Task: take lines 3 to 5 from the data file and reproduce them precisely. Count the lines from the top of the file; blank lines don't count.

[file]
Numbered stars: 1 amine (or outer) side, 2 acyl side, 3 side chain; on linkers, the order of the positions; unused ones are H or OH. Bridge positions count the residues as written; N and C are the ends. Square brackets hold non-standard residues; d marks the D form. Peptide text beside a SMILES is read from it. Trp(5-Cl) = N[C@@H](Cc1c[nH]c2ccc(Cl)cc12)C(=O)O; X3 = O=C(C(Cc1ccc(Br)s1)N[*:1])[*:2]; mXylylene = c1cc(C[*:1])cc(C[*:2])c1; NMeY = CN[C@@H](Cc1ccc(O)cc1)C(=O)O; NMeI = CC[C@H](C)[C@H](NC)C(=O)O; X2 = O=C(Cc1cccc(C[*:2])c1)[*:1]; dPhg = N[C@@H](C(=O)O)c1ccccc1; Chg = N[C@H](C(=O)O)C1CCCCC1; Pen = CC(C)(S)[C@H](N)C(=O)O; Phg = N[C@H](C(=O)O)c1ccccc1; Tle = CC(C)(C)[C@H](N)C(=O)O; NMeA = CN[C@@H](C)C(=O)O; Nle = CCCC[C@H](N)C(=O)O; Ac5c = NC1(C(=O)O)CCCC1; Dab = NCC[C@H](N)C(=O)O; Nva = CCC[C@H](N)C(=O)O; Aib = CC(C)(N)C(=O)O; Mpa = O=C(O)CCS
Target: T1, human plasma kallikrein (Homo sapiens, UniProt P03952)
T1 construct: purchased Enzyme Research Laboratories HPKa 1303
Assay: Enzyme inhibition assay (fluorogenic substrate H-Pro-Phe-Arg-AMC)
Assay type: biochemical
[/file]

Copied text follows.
T1 construct: purchased Enzyme Research Laboratories HPKa 1303
Assay: Enzyme inhibition assay (fluorogenic substrate H-Pro-Phe-Arg-AMC)
Assay type: biochemical